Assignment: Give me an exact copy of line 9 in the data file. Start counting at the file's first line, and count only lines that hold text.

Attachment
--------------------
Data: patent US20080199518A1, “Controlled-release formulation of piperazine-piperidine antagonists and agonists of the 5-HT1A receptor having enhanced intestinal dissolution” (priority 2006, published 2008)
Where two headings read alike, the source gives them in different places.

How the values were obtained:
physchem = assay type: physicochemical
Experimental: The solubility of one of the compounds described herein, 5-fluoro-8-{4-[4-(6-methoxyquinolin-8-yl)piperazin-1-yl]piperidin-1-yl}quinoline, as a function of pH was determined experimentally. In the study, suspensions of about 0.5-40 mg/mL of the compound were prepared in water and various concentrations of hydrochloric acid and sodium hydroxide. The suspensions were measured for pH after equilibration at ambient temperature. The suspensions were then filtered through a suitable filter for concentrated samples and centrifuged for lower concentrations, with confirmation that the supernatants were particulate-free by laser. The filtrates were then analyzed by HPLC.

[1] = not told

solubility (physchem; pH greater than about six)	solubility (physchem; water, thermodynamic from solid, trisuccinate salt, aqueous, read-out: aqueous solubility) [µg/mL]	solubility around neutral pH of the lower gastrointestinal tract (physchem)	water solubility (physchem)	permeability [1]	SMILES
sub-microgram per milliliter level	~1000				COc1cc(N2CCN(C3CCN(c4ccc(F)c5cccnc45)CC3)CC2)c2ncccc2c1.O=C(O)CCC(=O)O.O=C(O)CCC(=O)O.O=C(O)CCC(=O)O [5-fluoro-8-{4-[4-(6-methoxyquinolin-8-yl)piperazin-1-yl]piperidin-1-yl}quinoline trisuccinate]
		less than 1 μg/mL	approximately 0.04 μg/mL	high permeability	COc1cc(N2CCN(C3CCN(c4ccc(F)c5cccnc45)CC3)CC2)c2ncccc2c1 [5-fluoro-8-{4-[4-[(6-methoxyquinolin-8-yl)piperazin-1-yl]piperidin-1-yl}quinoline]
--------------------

		less than 1 μg/mL	approximately 0.04 μg/mL	high permeability	COc1cc(N2CCN(C3CCN(c4ccc(F)c5cccnc45)CC3)CC2)c2ncccc2c1 [5-fluoro-8-{4-[4-[(6-methoxyquinolin-8-yl)piperazin-1-yl]piperidin-1-yl}quinoline]